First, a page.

Saturday, June 6, 2009

In the News....

Alzheimer's patients to get GPS shoes
A shoe-maker and a technology company are teaming up to develop footwear with a built-in GPS device that could help track down "wandering" seniors suffering from Alzheimer's disease.
"The technology will provide the location of the individual wearing the shoes within 30 feet, anywhere on the planet," said Andrew Carle, an assistant professor at George Mason University who served as an adviser on the project.
"Sixty per cent of individuals afflicted with Alzheimer's Disease will be involved in a 'critical wandering incident' at least once during the progression of the disease - many more than once," he said.
The shoes are being developed by GTX Corp, which makes miniaturised Global Positioning Satellite tracking and location-transmitting technology, and Aetrex Worldwide, a footwear manufacturer.
Mr Carle says embedding a GPS device in a shoe was important because Alzheimer's victims tend to remove unfamiliar objects placed on them but getting dressed is one of the last types of memory they retain.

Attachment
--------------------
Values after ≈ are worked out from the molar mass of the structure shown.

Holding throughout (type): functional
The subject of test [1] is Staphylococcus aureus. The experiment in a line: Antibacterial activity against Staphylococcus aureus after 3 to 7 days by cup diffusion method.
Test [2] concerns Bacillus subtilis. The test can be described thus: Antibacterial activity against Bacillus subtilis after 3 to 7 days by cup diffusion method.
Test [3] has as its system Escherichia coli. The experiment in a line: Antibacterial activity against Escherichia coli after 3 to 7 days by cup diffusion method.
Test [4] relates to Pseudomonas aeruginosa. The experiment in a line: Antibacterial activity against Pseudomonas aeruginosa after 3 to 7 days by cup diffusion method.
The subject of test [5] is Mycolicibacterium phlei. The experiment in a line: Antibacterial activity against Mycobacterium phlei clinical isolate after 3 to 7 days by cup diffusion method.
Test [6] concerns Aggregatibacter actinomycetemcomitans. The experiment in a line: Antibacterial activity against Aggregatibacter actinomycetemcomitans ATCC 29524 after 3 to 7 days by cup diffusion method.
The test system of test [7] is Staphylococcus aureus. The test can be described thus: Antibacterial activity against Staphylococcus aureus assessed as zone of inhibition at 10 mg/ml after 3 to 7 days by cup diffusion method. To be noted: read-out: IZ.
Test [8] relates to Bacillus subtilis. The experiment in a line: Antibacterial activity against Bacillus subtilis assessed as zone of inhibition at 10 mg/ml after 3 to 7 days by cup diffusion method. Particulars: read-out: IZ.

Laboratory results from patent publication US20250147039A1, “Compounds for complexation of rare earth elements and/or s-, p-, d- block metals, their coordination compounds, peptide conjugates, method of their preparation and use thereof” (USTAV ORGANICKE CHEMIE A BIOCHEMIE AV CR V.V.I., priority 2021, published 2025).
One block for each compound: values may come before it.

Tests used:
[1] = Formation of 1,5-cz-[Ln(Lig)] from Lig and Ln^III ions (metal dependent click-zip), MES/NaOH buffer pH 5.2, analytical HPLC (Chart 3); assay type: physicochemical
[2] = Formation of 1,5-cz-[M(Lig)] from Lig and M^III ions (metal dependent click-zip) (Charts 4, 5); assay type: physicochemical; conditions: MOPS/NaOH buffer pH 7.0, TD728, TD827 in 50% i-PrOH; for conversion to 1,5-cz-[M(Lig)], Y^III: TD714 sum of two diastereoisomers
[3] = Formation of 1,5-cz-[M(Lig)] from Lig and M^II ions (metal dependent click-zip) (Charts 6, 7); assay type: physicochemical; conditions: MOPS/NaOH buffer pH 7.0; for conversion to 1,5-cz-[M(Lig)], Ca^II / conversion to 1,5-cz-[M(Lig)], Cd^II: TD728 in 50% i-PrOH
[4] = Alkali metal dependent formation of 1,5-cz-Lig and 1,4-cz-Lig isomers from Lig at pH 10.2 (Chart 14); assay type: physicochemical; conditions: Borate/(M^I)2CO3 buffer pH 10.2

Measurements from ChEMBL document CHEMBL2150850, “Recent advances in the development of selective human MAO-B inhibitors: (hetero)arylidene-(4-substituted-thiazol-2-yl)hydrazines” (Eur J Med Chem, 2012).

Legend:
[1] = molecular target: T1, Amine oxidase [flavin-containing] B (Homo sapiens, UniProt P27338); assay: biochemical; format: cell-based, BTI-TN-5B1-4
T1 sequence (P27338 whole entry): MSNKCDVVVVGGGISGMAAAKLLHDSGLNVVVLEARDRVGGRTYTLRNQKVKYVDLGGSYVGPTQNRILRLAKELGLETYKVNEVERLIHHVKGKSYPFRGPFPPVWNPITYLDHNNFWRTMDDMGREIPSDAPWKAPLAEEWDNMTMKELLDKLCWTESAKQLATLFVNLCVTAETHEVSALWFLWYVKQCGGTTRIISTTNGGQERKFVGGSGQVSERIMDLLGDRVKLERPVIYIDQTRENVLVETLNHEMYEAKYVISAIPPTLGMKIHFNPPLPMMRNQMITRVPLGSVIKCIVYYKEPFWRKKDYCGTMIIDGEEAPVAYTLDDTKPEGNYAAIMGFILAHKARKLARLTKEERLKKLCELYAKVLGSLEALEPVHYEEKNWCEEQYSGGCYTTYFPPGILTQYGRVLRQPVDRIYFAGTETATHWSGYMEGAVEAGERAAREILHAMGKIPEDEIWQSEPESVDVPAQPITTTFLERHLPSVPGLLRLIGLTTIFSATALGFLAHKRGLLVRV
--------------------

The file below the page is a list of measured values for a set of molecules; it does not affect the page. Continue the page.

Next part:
He said a "geo-fence" could be placed around a person's home and a "Google Map" alert sent to a cell phone, home or office computer when a programmed boundary is crossed.
"The shoe we intend on developing with Aetrex should help authorised family members, friends, or caretakers reduce their stress and anguish by enabling them to locate their loved ones instantly with the click of a mouse," said Chris Walsh, chief operating officer of GTX Corp.
The companies said they plan to begin testing the product by the end of the year.
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Police 'arrest innocent youths for their DNA', officer claims
Hundreds of teenagers are having their DNA taken by police in case they commit crimes later in life, an officer has disclosed
Officers are targeting children as young as 10 with the aim of placing their DNA profiles on the national database to improve their chances of solving crimes, it is claimed.
The alleged practice is also described as part of a "long-term crime prevention strategy" to dissuade youths from committing offences in the future.
The claim comes amid widespread criticism of government proposals to store DNA profiles of innocent people, including some children, on the database for up to 12 years.
Civil liberty campaigners have condemned the tactic of as "diabolical" and said it showed contempt for children's freedom.
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